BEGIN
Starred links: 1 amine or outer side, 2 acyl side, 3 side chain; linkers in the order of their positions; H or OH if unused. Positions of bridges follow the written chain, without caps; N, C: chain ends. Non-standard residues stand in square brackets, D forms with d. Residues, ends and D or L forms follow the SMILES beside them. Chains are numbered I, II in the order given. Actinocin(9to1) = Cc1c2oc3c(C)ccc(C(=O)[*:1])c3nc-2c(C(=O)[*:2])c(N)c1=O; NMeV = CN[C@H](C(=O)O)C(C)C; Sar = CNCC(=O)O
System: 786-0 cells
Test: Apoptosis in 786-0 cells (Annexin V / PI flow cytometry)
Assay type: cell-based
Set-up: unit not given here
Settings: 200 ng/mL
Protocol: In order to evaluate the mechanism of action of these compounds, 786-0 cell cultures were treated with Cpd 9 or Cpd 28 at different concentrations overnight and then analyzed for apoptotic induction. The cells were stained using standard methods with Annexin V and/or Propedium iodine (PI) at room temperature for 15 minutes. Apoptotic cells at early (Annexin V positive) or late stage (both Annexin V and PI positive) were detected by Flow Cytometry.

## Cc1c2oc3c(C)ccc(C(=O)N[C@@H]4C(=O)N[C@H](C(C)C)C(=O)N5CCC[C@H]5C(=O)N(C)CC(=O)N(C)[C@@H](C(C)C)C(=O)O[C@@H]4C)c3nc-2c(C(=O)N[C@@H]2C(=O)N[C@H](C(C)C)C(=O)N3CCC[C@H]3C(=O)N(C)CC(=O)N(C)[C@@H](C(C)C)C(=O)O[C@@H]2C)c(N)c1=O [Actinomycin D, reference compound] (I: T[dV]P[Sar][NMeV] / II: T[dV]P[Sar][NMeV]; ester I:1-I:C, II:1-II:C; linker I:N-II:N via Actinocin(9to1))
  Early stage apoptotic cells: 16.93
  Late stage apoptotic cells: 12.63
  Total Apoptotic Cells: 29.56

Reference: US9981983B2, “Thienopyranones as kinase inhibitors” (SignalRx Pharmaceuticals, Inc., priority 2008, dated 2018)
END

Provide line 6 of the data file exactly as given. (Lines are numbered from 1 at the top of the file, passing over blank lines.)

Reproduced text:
Settings: 200 ng/mL